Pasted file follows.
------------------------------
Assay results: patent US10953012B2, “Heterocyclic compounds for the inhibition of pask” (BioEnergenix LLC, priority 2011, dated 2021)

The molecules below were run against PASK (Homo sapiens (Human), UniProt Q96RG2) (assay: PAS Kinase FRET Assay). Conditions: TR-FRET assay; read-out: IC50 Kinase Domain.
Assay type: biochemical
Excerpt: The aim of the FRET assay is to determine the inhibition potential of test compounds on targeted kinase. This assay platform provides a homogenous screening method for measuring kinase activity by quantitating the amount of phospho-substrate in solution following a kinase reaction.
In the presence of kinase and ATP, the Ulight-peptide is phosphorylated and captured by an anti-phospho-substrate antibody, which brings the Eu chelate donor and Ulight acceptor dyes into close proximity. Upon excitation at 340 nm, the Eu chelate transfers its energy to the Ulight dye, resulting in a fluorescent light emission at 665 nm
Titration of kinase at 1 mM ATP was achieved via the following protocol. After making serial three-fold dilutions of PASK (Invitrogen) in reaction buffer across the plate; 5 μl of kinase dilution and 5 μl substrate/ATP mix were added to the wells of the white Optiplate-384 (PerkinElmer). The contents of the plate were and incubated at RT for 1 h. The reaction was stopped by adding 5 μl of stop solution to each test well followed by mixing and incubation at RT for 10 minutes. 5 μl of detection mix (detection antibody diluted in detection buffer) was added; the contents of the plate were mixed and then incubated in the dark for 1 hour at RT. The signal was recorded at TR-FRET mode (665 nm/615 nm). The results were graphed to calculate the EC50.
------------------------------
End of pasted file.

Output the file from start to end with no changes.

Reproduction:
Assay results: patent US10953012B2, “Heterocyclic compounds for the inhibition of pask” (BioEnergenix LLC, priority 2011, dated 2021)

The molecules below were run against PASK (Homo sapiens (Human), UniProt Q96RG2) (assay: PAS Kinase FRET Assay). Conditions: TR-FRET assay; read-out: IC50 Kinase Domain.
Assay type: biochemical
Excerpt: The aim of the FRET assay is to determine the inhibition potential of test compounds on targeted kinase. This assay platform provides a homogenous screening method for measuring kinase activity by quantitating the amount of phospho-substrate in solution following a kinase reaction.
In the presence of kinase and ATP, the Ulight-peptide is phosphorylated and captured by an anti-phospho-substrate antibody, which brings the Eu chelate donor and Ulight acceptor dyes into close proximity. Upon excitation at 340 nm, the Eu chelate transfers its energy to the Ulight dye, resulting in a fluorescent light emission at 665 nm
Titration of kinase at 1 mM ATP was achieved via the following protocol. After making serial three-fold dilutions of PASK (Invitrogen) in reaction buffer across the plate; 5 μl of kinase dilution and 5 μl substrate/ATP mix were added to the wells of the white Optiplate-384 (PerkinElmer). The contents of the plate were and incubated at RT for 1 h. The reaction was stopped by adding 5 μl of stop solution to each test well followed by mixing and incubation at RT for 10 minutes. 5 μl of detection mix (detection antibody diluted in detection buffer) was added; the contents of the plate were mixed and then incubated in the dark for 1 hour at RT. The signal was recorded at TR-FRET mode (665 nm/615 nm). The results were graphed to calculate the EC50.